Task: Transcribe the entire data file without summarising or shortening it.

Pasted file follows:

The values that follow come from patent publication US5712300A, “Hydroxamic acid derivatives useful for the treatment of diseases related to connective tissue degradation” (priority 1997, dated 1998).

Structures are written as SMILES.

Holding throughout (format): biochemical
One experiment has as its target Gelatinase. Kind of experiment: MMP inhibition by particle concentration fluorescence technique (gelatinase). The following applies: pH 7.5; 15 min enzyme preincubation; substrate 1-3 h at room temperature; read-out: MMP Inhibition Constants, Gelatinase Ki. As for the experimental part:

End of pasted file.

The values that follow come from patent publication US5712300A, “Hydroxamic acid derivatives useful for the treatment of diseases related to connective tissue degradation” (priority 1997, dated 1998).

Structures are written as SMILES.

Holding throughout (format): biochemical
One experiment has as its target Gelatinase. Kind of experiment: MMP inhibition by particle concentration fluorescence technique (gelatinase). The following applies: pH 7.5; 15 min enzyme preincubation; substrate 1-3 h at room temperature; read-out: MMP Inhibition Constants, Gelatinase Ki. As for the experimental part: